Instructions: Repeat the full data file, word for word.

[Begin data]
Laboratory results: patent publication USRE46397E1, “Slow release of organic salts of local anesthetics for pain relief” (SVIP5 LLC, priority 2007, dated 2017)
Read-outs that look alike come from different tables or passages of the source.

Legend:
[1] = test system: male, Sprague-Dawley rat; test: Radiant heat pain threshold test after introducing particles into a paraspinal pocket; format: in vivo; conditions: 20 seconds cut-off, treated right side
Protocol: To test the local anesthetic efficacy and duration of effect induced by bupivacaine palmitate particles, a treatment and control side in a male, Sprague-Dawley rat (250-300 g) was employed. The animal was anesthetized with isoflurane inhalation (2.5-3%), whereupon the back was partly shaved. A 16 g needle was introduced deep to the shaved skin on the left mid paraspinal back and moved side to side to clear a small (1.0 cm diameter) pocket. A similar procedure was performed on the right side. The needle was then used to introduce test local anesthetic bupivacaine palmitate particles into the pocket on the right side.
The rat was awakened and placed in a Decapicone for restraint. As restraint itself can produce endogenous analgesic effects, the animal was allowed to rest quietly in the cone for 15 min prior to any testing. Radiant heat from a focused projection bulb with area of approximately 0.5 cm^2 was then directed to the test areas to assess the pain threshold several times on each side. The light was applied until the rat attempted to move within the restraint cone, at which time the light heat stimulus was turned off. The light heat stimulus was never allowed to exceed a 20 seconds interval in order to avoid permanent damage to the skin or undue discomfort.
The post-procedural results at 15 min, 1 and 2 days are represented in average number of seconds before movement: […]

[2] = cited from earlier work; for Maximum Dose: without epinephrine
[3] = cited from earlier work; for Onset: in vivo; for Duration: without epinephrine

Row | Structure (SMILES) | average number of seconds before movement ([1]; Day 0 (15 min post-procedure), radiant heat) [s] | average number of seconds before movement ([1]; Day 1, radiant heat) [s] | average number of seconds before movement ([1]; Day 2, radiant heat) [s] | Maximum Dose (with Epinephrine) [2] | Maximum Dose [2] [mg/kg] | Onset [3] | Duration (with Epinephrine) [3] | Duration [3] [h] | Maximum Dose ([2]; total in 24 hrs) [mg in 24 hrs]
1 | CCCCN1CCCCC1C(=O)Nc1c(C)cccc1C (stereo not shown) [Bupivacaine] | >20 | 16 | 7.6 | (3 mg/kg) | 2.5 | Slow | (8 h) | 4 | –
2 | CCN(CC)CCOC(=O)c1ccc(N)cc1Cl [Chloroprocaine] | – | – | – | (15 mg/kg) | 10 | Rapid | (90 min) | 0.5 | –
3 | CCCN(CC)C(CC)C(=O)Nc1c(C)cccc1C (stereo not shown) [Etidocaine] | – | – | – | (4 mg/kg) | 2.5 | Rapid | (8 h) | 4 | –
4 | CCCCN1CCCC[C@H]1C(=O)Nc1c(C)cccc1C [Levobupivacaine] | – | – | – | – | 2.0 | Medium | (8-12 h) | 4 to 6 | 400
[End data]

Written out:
Laboratory results: patent publication USRE46397E1, “Slow release of organic salts of local anesthetics for pain relief” (SVIP5 LLC, priority 2007, dated 2017)
Read-outs that look alike come from different tables or passages of the source.

Legend:
[1] = test system: male, Sprague-Dawley rat; test: Radiant heat pain threshold test after introducing particles into a paraspinal pocket; format: in vivo; conditions: 20 seconds cut-off, treated right side
Protocol: To test the local anesthetic efficacy and duration of effect induced by bupivacaine palmitate particles, a treatment and control side in a male, Sprague-Dawley rat (250-300 g) was employed. The animal was anesthetized with isoflurane inhalation (2.5-3%), whereupon the back was partly shaved. A 16 g needle was introduced deep to the shaved skin on the left mid paraspinal back and moved side to side to clear a small (1.0 cm diameter) pocket. A similar procedure was performed on the right side. The needle was then used to introduce test local anesthetic bupivacaine palmitate particles into the pocket on the right side.
The rat was awakened and placed in a Decapicone for restraint. As restraint itself can produce endogenous analgesic effects, the animal was allowed to rest quietly in the cone for 15 min prior to any testing. Radiant heat from a focused projection bulb with area of approximately 0.5 cm^2 was then directed to the test areas to assess the pain threshold several times on each side. The light was applied until the rat attempted to move within the restraint cone, at which time the light heat stimulus was turned off. The light heat stimulus was never allowed to exceed a 20 seconds interval in order to avoid permanent damage to the skin or undue discomfort.
The post-procedural results at 15 min, 1 and 2 days are represented in average number of seconds before movement: […]

[2] = cited from earlier work; for Maximum Dose: without epinephrine
[3] = cited from earlier work; for Onset: in vivo; for Duration: without epinephrine

Row | Structure (SMILES) | average number of seconds before movement ([1]; Day 0 (15 min post-procedure), radiant heat) [s] | average number of seconds before movement ([1]; Day 1, radiant heat) [s] | average number of seconds before movement ([1]; Day 2, radiant heat) [s] | Maximum Dose (with Epinephrine) [2] | Maximum Dose [2] [mg/kg] | Onset [3] | Duration (with Epinephrine) [3] | Duration [3] [h] | Maximum Dose ([2]; total in 24 hrs) [mg in 24 hrs]
1 | CCCCN1CCCCC1C(=O)Nc1c(C)cccc1C (stereo not shown) [Bupivacaine] | >20 | 16 | 7.6 | (3 mg/kg) | 2.5 | Slow | (8 h) | 4 | –
2 | CCN(CC)CCOC(=O)c1ccc(N)cc1Cl [Chloroprocaine] | – | – | – | (15 mg/kg) | 10 | Rapid | (90 min) | 0.5 | –
3 | CCCN(CC)C(CC)C(=O)Nc1c(C)cccc1C (stereo not shown) [Etidocaine] | – | – | – | (4 mg/kg) | 2.5 | Rapid | (8 h) | 4 | –
4 | CCCCN1CCCC[C@H]1C(=O)Nc1c(C)cccc1C [Levobupivacaine] | – | – | – | – | 2.0 | Medium | (8-12 h) | 4 to 6 | 400